Progressive Calendar 07.28.09
From: David Shove (shove001tc.umn.edu)
Date: Tue, 28 Jul 2009 05:23:42 -0700 (PDT)
             P R O G R E S S I V E   C A L E N D A R   07.28.09

1. NWN4P vigil          7.28 4:45pm
2. Single payer/Marty   7.28 5:30pm
3. RNC court watch      7.28 6pm
4. Single payer potluck 7.28 6:30pm
5. Salon/Abbey book     7.28 6:30pm
6. Blogging A-Z         7.28 7pm

7. Garbage/koff!/burner 7.29 11am
8. Media organizing     7.29 12noon
9. MAC public meeting   7.29 7pm
10. TrainHoodVolunteers 7.29 7pm

11. Mark Drolette - Fed up? Fed out!  [analysis/humor]
12. William Polk  - Obama report card: the list of negatives keeps growing

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From: Carole Rydberg <carydberg [at] comcast.net>
Subject: NWN4P vigil 7.28 4:45pm

NWN4P vigil every Tuesday.
Corner of Winnetka and 42nd Avenues in New Hope. 4:45 to 5:45 PM.
All welcome; bring your own or use our signs.


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From: LORI BUSCH <irolbusch0 [at] yahoo.com>
Subject: Single payer/Marty 7.28 5:30pm

DFL Senate District 45 hosts a Meet and Greet at Thistles Restaurant at
4168 West Broadway in Robbinsdale on Tuesday, July 28 starting at 5:30.
It will be some socializing with other DFLrs and then Joel Clemmer and
Senator John Marty, chief author of the MN Single payer plan - The
Minnesota Health Plan will be there to discuss what is currently happening
at the national and state level on health care legislation.
All are welcome.


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From: Do'ii <syncopatingrhythmsabyss [at] gmail.com>
Subject: RNC court watch 7.28 6pm

RNC Court Watchers are in need of participants to help with organizing
court information, documentation and etc.  RNC Court Watchers Meetings are
every Tuesday, 6 P.M. at Caffeto's. Below is announcement for our
meetings.

Preemptive raids, over 800 people arrested, police brutality on the
streets and torture in Ramsey County Jail. Police have indiscriminately
used rubber bullets, concussion grenades, tasers and chemical irritants to
disperse crowds and incapacitate peaceful, nonviolent protesters. The
RNC-8 and others are facing felonies and years in jail. We must fight this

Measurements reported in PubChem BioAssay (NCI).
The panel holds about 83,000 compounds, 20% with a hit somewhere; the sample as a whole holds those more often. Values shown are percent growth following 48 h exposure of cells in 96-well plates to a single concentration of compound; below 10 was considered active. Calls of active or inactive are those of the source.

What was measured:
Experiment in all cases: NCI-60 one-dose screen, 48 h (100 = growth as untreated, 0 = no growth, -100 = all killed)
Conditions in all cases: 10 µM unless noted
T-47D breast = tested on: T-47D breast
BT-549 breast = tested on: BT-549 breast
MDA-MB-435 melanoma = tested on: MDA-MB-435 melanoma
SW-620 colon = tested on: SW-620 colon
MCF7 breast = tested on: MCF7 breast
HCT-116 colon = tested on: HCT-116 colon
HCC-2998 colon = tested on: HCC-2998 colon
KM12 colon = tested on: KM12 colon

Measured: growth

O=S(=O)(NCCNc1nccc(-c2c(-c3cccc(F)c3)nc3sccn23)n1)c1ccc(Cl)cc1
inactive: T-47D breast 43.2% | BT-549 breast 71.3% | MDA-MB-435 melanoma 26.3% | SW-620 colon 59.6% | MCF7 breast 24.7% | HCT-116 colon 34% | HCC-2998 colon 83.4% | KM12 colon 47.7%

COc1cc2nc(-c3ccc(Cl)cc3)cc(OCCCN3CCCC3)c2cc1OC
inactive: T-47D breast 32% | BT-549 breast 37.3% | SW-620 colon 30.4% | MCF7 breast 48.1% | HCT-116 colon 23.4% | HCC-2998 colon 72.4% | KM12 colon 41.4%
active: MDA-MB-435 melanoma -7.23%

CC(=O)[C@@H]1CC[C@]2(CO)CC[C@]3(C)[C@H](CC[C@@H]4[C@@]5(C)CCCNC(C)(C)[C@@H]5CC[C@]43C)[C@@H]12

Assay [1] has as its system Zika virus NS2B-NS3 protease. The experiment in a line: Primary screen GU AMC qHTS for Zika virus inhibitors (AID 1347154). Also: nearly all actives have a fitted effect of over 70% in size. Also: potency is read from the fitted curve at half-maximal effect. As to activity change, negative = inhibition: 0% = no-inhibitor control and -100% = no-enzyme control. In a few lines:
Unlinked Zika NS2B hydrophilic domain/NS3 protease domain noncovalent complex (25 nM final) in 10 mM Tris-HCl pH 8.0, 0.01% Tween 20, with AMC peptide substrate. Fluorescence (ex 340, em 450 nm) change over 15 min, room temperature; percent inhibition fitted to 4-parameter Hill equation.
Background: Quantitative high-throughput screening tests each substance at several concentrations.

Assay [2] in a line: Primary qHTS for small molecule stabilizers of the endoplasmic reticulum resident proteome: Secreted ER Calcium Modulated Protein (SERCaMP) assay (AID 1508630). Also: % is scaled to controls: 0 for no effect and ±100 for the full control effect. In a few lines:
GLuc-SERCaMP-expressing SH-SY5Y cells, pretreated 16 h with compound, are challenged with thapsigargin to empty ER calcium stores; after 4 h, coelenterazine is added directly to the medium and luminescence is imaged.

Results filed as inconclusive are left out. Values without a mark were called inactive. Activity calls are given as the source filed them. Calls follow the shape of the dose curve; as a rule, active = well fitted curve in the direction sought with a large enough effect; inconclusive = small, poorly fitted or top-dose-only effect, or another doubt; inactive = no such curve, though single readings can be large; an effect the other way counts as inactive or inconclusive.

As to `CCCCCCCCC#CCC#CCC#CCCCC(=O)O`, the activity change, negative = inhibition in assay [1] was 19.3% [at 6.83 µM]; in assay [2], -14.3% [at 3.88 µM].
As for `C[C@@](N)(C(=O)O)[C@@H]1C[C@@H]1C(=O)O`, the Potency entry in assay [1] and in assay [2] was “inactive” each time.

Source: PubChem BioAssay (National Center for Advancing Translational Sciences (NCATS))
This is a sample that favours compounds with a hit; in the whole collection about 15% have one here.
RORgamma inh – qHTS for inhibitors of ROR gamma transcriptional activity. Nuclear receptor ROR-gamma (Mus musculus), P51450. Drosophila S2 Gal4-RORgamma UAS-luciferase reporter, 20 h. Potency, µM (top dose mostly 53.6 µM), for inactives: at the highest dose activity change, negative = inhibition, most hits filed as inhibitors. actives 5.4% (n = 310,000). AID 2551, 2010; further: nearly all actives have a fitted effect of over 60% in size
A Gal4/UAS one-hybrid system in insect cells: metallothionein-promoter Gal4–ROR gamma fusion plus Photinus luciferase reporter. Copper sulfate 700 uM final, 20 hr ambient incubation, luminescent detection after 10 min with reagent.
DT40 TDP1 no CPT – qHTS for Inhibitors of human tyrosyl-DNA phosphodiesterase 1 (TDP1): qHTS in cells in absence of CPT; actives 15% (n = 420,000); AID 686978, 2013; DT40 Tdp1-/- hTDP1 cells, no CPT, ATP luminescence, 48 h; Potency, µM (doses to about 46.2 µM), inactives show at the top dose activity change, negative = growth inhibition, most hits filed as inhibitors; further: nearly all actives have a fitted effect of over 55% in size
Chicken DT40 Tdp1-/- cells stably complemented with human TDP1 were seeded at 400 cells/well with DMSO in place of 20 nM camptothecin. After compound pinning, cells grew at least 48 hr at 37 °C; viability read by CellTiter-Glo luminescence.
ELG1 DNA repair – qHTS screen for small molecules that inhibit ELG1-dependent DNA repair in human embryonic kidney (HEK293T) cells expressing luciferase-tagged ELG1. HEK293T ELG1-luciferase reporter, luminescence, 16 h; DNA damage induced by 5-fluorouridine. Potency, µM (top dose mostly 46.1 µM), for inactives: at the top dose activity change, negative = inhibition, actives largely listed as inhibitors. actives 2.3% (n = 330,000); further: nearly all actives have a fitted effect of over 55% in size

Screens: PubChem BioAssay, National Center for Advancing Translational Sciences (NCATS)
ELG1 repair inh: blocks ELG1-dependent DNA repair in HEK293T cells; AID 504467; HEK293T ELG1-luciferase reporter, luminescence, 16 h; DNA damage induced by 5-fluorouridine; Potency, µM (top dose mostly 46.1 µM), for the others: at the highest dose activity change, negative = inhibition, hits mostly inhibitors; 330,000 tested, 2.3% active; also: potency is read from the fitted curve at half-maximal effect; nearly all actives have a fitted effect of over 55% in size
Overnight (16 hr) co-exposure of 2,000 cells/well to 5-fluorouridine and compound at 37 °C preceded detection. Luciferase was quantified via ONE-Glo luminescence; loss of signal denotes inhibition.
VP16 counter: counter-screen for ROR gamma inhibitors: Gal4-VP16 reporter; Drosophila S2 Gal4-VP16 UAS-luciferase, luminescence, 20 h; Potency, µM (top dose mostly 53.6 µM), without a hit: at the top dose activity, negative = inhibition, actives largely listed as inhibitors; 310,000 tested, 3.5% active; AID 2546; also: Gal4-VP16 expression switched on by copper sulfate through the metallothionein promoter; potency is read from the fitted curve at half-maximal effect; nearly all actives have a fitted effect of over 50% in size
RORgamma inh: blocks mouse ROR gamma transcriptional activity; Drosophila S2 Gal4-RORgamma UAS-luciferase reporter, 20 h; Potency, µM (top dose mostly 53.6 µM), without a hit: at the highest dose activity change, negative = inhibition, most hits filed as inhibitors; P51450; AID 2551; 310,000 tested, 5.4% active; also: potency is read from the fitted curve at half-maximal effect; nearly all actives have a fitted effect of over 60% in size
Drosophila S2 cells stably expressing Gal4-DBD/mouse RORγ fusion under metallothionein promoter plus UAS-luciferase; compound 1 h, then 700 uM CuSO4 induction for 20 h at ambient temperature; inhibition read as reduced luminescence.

intimidation, harassment and abuse!

Join the RNC Court Solidarity Meeting this coming Tuesday at Caffetto's to
find out how you can make a difference in the lives of many innocent
people.

Caffetto's Coffeehouse and Gallery (612)872-0911 708 W 22nd Street,
Minneapolis, MN 55405
Every Tuesday @ 6:00 P.M to 7:00 P.M
participate and help organize RNC court solidarity.
For more information, please contact: rnccourtwatch [at] gmail.com
THE PEOPLE UNITED WILL NEVER BE DEFEATED!


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From: Joel Albers <joel [at] uhcan-mn.org>
Subject: Single payer potluck 7.28 6:30pm

Next mtg to finalize actions:
Tues, July 28, at joels house, 6:30PM cookout, 7:30PM sharp, mtg to
finalize actions. (3500 35th ave s, longfellow,Mpls, 55406, take Lake to
35th ave, or Hiawatha to 35th Street etc). Bring stuff for the grill.


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From: patty <pattypax [at] earthlink.net>
Subject: Salon/Abbey book 7.28 6:30pm

Our first discussion of our first book of The Little Book of the Odd Month
Club is this Tuesday, July 28.  The book is Desert Solitaire by Edward
Abbey.  Even if you haven't read the book , come and listen to the
discussion of one of the best books i have ever read. Thanks, patty

Pax Salons ( http://justcomm.org/pax-salon )
are held (unless otherwise noted in advance):
Tuesdays, 6:30 to 8:30 pm.
Mad Hatter's Tea House,
943 W 7th, St Paul, MN